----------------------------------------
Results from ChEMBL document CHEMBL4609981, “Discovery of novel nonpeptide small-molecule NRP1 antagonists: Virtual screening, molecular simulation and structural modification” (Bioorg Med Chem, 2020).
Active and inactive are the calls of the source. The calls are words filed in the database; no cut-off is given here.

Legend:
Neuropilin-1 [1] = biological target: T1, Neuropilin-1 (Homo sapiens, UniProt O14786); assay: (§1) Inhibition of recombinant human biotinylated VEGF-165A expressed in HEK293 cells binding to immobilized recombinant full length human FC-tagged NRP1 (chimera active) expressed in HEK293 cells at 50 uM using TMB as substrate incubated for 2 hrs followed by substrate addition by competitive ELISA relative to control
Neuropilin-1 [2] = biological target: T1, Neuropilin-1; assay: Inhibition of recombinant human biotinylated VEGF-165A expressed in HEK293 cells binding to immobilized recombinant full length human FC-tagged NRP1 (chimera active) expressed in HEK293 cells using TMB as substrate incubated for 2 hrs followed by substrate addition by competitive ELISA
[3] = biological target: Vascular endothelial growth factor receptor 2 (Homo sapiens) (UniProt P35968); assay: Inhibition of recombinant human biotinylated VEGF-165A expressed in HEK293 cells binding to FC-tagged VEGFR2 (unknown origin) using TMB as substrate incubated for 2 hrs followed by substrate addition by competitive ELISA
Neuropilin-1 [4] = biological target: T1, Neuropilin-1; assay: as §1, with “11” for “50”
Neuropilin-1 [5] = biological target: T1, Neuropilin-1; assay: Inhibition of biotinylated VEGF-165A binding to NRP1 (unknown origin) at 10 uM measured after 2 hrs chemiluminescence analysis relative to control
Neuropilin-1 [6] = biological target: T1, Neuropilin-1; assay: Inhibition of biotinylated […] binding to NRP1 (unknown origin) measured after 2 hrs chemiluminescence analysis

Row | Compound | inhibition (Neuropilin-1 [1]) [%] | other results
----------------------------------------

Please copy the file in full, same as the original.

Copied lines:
Results from ChEMBL document CHEMBL4609981, “Discovery of novel nonpeptide small-molecule NRP1 antagonists: Virtual screening, molecular simulation and structural modification” (Bioorg Med Chem, 2020).
Active and inactive are the calls of the source. The calls are words filed in the database; no cut-off is given here.

Legend:
Neuropilin-1 [1] = biological target: T1, Neuropilin-1 (Homo sapiens, UniProt O14786); assay: (§1) Inhibition of recombinant human biotinylated VEGF-165A expressed in HEK293 cells binding to immobilized recombinant full length human FC-tagged NRP1 (chimera active) expressed in HEK293 cells at 50 uM using TMB as substrate incubated for 2 hrs followed by substrate addition by competitive ELISA relative to control
Neuropilin-1 [2] = biological target: T1, Neuropilin-1; assay: Inhibition of recombinant human biotinylated VEGF-165A expressed in HEK293 cells binding to immobilized recombinant full length human FC-tagged NRP1 (chimera active) expressed in HEK293 cells using TMB as substrate incubated for 2 hrs followed by substrate addition by competitive ELISA
[3] = biological target: Vascular endothelial growth factor receptor 2 (Homo sapiens) (UniProt P35968); assay: Inhibition of recombinant human biotinylated VEGF-165A expressed in HEK293 cells binding to FC-tagged VEGFR2 (unknown origin) using TMB as substrate incubated for 2 hrs followed by substrate addition by competitive ELISA
Neuropilin-1 [4] = biological target: T1, Neuropilin-1; assay: as §1, with “11” for “50”
Neuropilin-1 [5] = biological target: T1, Neuropilin-1; assay: Inhibition of biotinylated VEGF-165A binding to NRP1 (unknown origin) at 10 uM measured after 2 hrs chemiluminescence analysis relative to control
Neuropilin-1 [6] = biological target: T1, Neuropilin-1; assay: Inhibition of biotinylated […] binding to NRP1 (unknown origin) measured after 2 hrs chemiluminescence analysis

Row | Compound | inhibition (Neuropilin-1 [1]) [%] | other results